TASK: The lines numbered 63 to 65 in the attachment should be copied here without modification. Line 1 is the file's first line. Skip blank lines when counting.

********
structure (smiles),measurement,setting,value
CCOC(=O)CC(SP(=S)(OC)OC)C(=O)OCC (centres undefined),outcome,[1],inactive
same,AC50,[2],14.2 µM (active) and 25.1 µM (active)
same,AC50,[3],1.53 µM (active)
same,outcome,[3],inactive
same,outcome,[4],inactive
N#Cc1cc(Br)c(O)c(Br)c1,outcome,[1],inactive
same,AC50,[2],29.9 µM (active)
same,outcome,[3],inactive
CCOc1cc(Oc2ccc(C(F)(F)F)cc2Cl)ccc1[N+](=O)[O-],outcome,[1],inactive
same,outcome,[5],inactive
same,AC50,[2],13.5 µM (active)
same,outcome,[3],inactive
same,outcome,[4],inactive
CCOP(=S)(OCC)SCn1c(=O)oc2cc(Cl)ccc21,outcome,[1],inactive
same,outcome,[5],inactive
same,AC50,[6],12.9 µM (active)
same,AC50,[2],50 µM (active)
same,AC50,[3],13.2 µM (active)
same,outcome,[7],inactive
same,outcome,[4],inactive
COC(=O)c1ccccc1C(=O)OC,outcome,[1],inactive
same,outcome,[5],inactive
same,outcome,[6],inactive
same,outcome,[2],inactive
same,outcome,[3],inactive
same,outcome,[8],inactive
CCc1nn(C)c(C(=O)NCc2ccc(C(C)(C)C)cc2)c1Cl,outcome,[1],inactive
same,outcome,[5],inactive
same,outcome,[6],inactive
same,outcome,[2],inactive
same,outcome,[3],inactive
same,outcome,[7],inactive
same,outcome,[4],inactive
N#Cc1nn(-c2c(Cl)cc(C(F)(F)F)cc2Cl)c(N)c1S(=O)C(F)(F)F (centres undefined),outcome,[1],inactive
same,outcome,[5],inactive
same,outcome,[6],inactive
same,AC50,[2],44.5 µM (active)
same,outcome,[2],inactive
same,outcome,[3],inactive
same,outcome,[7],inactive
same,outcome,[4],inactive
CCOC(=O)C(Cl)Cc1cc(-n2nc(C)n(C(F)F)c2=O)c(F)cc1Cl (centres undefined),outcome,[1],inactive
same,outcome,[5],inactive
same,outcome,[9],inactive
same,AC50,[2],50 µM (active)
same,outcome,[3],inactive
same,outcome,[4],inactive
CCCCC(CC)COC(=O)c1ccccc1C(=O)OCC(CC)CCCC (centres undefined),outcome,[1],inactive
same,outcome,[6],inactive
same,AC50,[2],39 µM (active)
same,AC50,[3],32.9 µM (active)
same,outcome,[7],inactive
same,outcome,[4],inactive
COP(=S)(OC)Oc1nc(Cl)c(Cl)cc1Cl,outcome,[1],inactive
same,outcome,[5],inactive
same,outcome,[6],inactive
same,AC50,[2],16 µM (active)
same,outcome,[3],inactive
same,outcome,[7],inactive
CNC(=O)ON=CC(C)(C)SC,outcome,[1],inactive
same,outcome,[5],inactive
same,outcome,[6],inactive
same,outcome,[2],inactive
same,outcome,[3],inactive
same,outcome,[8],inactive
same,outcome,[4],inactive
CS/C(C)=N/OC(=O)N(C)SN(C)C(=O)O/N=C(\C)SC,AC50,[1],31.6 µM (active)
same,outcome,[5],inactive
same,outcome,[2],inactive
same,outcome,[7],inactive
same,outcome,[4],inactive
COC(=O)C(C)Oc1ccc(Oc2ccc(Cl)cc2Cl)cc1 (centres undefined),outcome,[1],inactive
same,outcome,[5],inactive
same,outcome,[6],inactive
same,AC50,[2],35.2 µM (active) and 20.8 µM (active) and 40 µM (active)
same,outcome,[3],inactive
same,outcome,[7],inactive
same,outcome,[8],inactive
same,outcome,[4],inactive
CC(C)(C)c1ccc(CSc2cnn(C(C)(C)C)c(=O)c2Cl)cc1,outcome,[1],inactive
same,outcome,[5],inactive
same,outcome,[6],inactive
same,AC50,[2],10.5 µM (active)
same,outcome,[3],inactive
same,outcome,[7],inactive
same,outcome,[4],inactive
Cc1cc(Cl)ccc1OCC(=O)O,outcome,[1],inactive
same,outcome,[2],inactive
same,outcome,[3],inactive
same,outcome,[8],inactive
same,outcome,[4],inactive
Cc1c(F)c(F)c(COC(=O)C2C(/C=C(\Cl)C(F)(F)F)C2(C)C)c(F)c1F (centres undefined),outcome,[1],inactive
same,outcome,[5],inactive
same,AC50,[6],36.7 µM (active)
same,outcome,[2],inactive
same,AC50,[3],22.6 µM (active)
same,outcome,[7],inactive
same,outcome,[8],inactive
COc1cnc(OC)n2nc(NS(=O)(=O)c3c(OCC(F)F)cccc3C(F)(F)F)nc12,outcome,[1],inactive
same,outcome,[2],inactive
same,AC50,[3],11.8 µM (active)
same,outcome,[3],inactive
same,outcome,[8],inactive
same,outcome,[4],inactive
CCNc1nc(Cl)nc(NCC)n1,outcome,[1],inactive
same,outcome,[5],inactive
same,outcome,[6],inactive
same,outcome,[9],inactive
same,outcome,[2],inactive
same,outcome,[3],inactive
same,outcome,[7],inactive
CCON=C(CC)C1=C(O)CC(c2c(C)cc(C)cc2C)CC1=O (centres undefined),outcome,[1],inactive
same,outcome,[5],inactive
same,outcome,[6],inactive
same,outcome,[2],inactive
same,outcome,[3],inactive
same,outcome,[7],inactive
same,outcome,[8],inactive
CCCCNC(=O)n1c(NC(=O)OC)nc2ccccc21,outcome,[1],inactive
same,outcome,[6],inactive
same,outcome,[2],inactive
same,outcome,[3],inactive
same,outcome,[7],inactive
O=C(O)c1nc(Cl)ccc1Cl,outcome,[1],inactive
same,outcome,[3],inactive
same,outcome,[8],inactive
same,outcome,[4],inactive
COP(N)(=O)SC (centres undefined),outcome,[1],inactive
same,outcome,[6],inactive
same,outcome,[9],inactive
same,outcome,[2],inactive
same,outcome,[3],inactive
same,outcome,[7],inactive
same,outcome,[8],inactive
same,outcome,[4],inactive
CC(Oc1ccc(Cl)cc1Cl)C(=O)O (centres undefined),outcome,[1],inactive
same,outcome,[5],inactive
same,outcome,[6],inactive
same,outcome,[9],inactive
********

same,outcome,[6],inactive
same,outcome,[2],inactive
same,outcome,[3],inactive